Stopping by with Naomi Shihab Nye
During this extraordinary moment—of both pause and activism—we asked writers, musicians, curators, and innovators to reflect on the power and memory of language, shared spaces, and this moment in time. Subscribe to the PSA newsletter for more Stopping By responses and to keep updated with the PSA.
Naomi Shihab Nye is the author or editor of more than 30 volumes. In 2019 she was named Young People's Poet Laureate by the Poetry Foundation and in 2020 she was awarded the Ivan Sandrof Award for Lifetime Achievement by the National Book Critics Circle. She is Professor of Creative Writing—Poetry at Texas State University.
What was the last thing that moved you?
Everything moves me. I seem to be easily moved. I read the little stories about cohabitation in a recent New York Times and was moved. I saw the daily green lizard sitting atop our black mailbox, as if waiting for his mail...watched a four-year-old build a "castle the corona virus can't get in" with magnetic tiles...listened to the new Bob Dylan album...and the splendid older Van Morrison album Common One and was deeply moved...and I listen to any single thing sung by Rhiannon Giddens and fall under a spell.
What is a poem or book that changed your life?
The first three poems by William Stafford I read in a high school textbook—one was the great poem about calling home from far away and no one answers—gave me a poet to read "for life." I urge everyone to look up his poems. See the digital library at Lewis & Clark College or any volume at all. His poems have been such close companions for all these decades, through every season. They always say something I need.
What is a book you think everyone should read or a piece of art everyone should encounter?
Everyone should read W.S. Merwin's final volume of poems, Garden Time (Copper Canyon Press). It's so slim but so rich with mysteries of time, unanswerable questions, pause, listening—many elements which have been part of our pandemic experience. It's an enormous comfort.
Stare at whatever art is on your wall right now and encounter it anew. I'm staring at photographer Alan Pogue's gorgeous image of a Palestinian boy wearing a shirt that says “We have a dream” in English and Arabic. He has been staring back at me smiling for years, but right now his hope seems most crucial.
What is your first memory of poetry?
My mother reading Emily Dickinson to me at bedtime when I was three is my first poetry memory. She got the book from the library. I rose from my bed to make one last trip to the bathroom and felt myself suspended, floating, in those lines. I thought, I want to live like that.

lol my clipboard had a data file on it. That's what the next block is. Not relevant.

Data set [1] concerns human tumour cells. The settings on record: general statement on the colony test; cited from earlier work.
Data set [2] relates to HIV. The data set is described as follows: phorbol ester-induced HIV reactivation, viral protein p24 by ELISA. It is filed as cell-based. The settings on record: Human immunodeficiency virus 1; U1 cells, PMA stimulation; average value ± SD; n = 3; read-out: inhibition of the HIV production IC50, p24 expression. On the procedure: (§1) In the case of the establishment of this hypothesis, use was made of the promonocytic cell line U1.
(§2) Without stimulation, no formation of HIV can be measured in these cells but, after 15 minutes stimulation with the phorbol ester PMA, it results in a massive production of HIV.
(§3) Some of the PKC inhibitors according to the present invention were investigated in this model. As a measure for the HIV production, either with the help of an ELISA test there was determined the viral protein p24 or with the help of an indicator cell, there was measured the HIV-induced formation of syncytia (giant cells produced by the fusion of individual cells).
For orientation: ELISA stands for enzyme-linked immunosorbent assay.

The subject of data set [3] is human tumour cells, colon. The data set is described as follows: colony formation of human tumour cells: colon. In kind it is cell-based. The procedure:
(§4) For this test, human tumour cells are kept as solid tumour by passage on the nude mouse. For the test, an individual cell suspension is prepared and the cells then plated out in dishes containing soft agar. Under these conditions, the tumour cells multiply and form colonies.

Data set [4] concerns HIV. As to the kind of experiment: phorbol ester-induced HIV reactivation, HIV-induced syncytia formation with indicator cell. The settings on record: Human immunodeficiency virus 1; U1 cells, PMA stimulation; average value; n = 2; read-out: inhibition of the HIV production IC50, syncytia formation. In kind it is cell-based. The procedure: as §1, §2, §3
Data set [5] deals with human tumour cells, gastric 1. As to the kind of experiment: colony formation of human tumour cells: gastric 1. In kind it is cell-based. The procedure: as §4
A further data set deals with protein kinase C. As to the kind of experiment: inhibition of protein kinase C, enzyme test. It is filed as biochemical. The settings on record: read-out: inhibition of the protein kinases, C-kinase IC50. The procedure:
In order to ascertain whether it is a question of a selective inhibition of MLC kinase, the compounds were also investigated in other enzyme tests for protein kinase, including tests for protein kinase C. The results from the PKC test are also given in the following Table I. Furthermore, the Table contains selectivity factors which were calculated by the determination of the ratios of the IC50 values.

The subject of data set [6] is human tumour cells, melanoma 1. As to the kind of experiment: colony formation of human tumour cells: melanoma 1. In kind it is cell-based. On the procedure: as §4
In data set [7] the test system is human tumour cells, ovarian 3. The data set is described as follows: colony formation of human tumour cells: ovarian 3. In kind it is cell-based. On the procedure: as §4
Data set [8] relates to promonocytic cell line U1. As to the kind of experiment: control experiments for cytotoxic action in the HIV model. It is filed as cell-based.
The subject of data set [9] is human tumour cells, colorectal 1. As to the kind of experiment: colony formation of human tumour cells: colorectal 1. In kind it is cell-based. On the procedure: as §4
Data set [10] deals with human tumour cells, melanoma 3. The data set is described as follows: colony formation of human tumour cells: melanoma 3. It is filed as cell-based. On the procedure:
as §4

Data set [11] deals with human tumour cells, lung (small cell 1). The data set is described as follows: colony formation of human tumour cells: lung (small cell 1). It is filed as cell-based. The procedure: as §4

The pandemic has emptied many public spaces (libraries, concert halls, museums, parks, transit systems, etc.). What space--and community—do you miss the most?
I miss too many places and spaces! Simply feeling secure in them—I miss riding public buses, which our grandson loves. I miss the public library, its grand escalator up to the children's department. I miss the San Antonio Museum of Art and the DoSeum Children's Museum.
Public space is rife with words—signs, logos, advertisements. If you were to choose one poem or text to inscribe in a public place right now, what would that be? And where would you place it?
This is the hardest question. The last two lines by Tracy K. Smith on last year's National Poetry Poster made by student Julia Wang (Academy of American Poets—I was honored to co-select the winning poster) have meant so much to me throughout the pandemic—"We took new stock of one another/We wept to be reminded of such color" might be my pick. I'd place them on billboards along highways and in front of hospitals.
Have you thought differently about the role and power of language and art in the wake of murder of George Floyd, Breonna Taylor, and the wide-spread protests?
I have been obsessed with thinking about this all my life. It's just outrageous, what's been going on. As a half-Palestinian, who grew up first in Ferguson, MO, then moved to Palestine, how could I miss it? I think about all the stories untold. How much we need language to keep one another alive, to celebrate one another, to tell the true story of the tragedies that happen, to ask how we might remedy attitudes, behaviors...I'm very grateful for journalism, yet also always wondering about what doesn't get "covered"—what no one said or took time to listen to. Hello? Thank you PBS for taking time (6 minutes) to cover the travesties in Israel/Palestine going on undercover in American media, blessed by Jared Kushner, supported by the United States, what? My Palestinian refugee father was a newspaper journalist obsessed about these failings of communication all his life. Herein lies the necessity for poetry and art to keep revitalizing us with reality, beauty, pain, suffering, one another's presences.
Have you created something during the lockdown, or are you working on anything now?
I wrote a little sequel to my children's novel The Turtle of Oman—called The Turtle of Michigan—because beautiful kids in North Carolina had urged me to...it was helpful to have a longer project. I have been writing new poems. I have urged others to take even a few notes a day—that will be a record of this strangest experience.
An archive you might be glad for later—we have all had so many odd perceptions, night terrors, unexpected worries. When our son and his wife had the virus for seven horrible weeks I found it impossible to mention it in any poems I was working on because it felt so overwhelmingly scary, but now that they have recovered, the trauma has popped up in writing...sometimes you have to wait till you get through the intensity. And luckily there has been this constant tidal flow of reading—so many books which were sitting in our rooms just waiting for human beings to slow down, take the time...